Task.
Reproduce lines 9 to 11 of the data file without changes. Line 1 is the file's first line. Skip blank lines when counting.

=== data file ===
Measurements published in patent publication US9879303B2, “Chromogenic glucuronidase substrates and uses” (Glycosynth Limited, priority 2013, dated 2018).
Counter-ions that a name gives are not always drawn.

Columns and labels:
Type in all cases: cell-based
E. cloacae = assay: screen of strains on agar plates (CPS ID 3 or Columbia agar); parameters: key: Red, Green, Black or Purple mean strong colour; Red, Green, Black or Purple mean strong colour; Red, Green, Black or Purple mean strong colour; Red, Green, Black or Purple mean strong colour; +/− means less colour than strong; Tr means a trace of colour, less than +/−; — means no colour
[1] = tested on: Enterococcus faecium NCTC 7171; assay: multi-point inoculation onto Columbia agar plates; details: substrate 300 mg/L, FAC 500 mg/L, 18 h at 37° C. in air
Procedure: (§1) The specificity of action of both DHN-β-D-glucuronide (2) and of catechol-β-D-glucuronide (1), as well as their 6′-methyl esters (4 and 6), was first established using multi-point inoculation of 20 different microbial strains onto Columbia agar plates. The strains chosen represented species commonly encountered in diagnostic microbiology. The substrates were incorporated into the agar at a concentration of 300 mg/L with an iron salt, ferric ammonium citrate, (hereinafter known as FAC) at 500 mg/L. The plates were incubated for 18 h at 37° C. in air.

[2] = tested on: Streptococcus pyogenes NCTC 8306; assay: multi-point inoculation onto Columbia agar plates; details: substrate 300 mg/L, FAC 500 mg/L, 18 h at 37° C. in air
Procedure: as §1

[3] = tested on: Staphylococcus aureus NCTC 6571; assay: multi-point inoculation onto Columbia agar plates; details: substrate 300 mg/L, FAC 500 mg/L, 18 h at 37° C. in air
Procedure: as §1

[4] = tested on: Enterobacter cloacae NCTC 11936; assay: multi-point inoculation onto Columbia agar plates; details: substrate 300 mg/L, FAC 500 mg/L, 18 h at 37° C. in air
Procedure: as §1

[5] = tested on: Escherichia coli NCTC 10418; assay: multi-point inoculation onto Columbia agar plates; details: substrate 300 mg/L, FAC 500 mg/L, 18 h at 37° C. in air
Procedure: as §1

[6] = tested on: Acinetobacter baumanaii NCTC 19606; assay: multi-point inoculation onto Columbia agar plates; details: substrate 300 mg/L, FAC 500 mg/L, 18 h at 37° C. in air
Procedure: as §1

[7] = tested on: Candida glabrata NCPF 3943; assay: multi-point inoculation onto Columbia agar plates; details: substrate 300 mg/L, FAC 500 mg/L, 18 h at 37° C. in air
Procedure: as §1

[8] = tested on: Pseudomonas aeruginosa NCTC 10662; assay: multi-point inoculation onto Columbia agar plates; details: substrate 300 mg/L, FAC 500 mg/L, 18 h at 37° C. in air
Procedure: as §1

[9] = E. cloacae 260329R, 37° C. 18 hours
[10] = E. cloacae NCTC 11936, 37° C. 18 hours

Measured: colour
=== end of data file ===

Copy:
Procedure: as §1

[3] = tested on: Staphylococcus aureus NCTC 6571; assay: multi-point inoculation onto Columbia agar plates; details: substrate 300 mg/L, FAC 500 mg/L, 18 h at 37° C. in air
Procedure: as §1